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09/30/87 the People of the State of v. William Johnson

September 30, 1987

THE PEOPLE OF THE STATE OF ILLINOIS, PLAINTIFF-APPELLEE

v.

WILLIAM JOHNSON, DEFENDANT-APPELLANT



APPELLATE COURT OF ILLINOIS, FIRST DISTRICT, FIFTH DIVISION

515 N.E.2d 825, 162 Ill. App. 3d 12, 113 Ill. Dec. 840 1987.IL.1464

Appeal from the Circuit Court of Cook County; the Hon. L. Michael Getty, Judge, presiding.

APPELLATE Judges:

JUSTICE LORENZ delivered the opinion of the court. SULLIVAN, P.J., and MURRAY, J., concur.

DECISION OF THE COURT DELIVERED BY THE HONORABLE JUDGE LORENZ

Following a jury trial defendant William Johnson was convicted of three counts of delivery of a controlled substance and was sentenced to a 30-month period of probation. On appeal defendant contends: (1) the prosecution improperly used its peremptory challenges to exclude all blacks from the jury; and (2) the trial court erred when it failed to require the United States Attorney to reveal information about an ongoing investigation of the Harvey police department which employed a key prosecution witness.

We affirm defendant's convictions but remand the cause for further proceedings.

It is undisputed that in the jury selection process the prosecution exercised 7 of its 10 peremptory challenges to exclude black potential jurors, with the result that the jury trying this black defendant was all white. Defense counsel asked the court to ascertain the bases for these challenges. The prosecutor responded that he was not obligated to explain them. The trial court reluctantly agreed that no such explanation was required under the State of Illinois law at that time. Given this record it is clear that defendant is entitled to a hearing pursuant to Batson v. Kentucky (1986), 476 U.S. 79, 90 L. Ed. 2d 69, 106 S. Ct. 1712, and Griffith v. Kentucky (1987), 479 U.S. 314, 93 L. Ed. 2d 649, 107 S. Ct. 708. Accordingly, we must remand the cause for a Batson hearing.

We next consider defendant's contention that the court erred in failing to require the United States Attorney's office to reveal evidence of its investigation of the Harvey police department. Consideration of this issue necessitates a review of the pertinent trial evidence.

The State's key witness was Andre Davis, a Harvey police officer on special assignment to the Northeastern Metropolitan Enforcement Group . According to Davis, on September 24, 1983, he was informed by another Harvey police officer, Robert Robins, that a narcotics seller was operating in downtown Harvey. At 2:45 p.m. Robins and Davis met at a downtown Harvey street corner where Robins stated that defendant would meet them at 3 p.m. Davis was in plain clothes, driving an unmarked car, but Robins was in uniform. Defendant walked up to them and told Davis he heard he was looking for drugs. According to Davis defendant then sold him, for $10, six tablets subsequently found to contain .7 grams of phenobarbital. This sale was conducted in Robins' presence. At trial Davis denied ever seeing defendant before that date but he was impeached with his preliminary hearing testimony that he had seen him before. Davis also admitted that two different lists of prerecorded bills used in this transaction conflicted as to the denominations of bills used. On one list Davis had indicated he used a $10 bill. On the other list he indicated use of a $5 bill and five singles.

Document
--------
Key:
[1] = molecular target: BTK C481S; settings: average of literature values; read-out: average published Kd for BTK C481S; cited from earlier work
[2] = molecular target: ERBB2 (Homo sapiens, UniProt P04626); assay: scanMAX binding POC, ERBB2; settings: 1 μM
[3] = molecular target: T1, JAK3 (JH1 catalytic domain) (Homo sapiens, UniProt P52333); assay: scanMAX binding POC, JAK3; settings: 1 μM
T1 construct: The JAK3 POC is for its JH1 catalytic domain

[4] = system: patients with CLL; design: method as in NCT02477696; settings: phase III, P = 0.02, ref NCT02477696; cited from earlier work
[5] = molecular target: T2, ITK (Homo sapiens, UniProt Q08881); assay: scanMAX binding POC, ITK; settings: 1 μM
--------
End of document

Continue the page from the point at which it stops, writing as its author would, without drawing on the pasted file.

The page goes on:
Davis further testified that on September 30, 1983, at 4:30 p.m. he met with defendant in the Harvey library parking lot. This meeting was observed by MEG Officers Ron Michalski and George Murray, stationed in separate surveillance cars. The defendant entered Davis' car and after some bargaining they agreed to a sale of 30 tablets for $40. On defendant's instructions they drove to a nearby location. Defendant went into a building and emerged with a manila envelope which he gave to Davis in return for $40. Subsequent analysis of tablets in the envelope established that they contained 3.6 grams of phenobarbital.

On October 3, Davis spoke by telephone with defendant, who offered to sell him 100 tablets for $200. They arranged to meet at the Harvey public library at 1 p.m. the next day. The following day MEG agents Michalski, Murray and Wesley Thompson set up surveillance in the library parking area. Davis waited at the scene in his undercover vehicle. Defendant walked past the car, looked around, and then got in. Defendant gave Davis a manila envelope and a paper packet, describing the latter as a free sample. Davis gave him $200 and asked him to count it. Davis then gave an arrest signal, the other officers approached, and defendant was arrested after a scuffle. The manila envelope was subsequently found to contain 11.9 grams of phenobarbital.

The State did not present the testimony of Robins, the uniformed police officer who allegedly participated in the first drug purchase. The State did, however, present the testimony of two of the three surveillance officers, Michalski and Thompson. Michalski testified that on September 30 he saw defendant enter Davis' car and then saw the two men drive to the nearby YMCA. Defendant went into that building for 10 minutes and then walked up to Davis' car and leaned in Davis' open window. Contrary to Davis' testimony concerning the delivery of a manila envelope, Michalski stated that he saw nothing in defendant's hand. Davis subsequently showed him the manila envelope containing pills.

Michalski testified that he also observed the October 4 incident. He saw the defendant walk past Davis' car, look in all directions, and then enter the car. Two minutes later Davis gave the arrest signal. When Michalski reached the car he saw Davis with cash in one hand and an envelope in the ...


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